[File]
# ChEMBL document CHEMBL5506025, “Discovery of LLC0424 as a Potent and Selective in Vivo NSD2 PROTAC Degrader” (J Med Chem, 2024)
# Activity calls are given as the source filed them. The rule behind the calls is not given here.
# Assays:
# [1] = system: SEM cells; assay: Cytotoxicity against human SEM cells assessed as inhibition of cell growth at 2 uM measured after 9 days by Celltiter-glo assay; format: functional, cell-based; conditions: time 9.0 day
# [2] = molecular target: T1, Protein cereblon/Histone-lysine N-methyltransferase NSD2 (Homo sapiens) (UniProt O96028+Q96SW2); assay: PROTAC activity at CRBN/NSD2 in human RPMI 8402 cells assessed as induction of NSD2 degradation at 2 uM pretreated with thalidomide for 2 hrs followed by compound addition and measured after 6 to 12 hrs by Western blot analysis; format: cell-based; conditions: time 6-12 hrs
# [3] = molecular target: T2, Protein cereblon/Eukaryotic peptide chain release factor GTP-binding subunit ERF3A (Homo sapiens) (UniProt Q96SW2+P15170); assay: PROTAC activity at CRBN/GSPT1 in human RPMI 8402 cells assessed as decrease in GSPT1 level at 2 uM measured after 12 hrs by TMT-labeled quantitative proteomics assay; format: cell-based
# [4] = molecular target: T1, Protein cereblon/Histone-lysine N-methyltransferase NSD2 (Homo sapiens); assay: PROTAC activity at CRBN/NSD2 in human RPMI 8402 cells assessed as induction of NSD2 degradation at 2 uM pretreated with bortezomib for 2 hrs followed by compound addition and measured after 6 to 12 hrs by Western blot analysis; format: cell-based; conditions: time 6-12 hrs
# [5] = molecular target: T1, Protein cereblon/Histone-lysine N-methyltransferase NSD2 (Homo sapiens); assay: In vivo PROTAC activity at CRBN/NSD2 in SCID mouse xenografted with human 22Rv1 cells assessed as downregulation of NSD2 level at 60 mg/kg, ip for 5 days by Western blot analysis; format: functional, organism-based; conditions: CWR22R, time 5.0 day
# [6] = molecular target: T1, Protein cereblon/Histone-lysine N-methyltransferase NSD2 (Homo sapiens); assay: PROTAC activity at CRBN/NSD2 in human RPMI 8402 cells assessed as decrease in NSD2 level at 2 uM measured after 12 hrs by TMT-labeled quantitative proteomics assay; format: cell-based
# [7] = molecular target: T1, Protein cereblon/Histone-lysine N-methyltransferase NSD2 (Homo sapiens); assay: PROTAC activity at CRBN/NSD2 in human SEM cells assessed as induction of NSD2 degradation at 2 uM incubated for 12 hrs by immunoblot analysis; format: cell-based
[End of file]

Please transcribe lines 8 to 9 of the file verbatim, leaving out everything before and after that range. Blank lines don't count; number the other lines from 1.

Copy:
# [5] = molecular target: T1, Protein cereblon/Histone-lysine N-methyltransferase NSD2 (Homo sapiens); assay: In vivo PROTAC activity at CRBN/NSD2 in SCID mouse xenografted with human 22Rv1 cells assessed as downregulation of NSD2 level at 60 mg/kg, ip for 5 days by Western blot analysis; format: functional, organism-based; conditions: CWR22R, time 5.0 day
# [6] = molecular target: T1, Protein cereblon/Histone-lysine N-methyltransferase NSD2 (Homo sapiens); assay: PROTAC activity at CRBN/NSD2 in human RPMI 8402 cells assessed as decrease in NSD2 level at 2 uM measured after 12 hrs by TMT-labeled quantitative proteomics assay; format: cell-based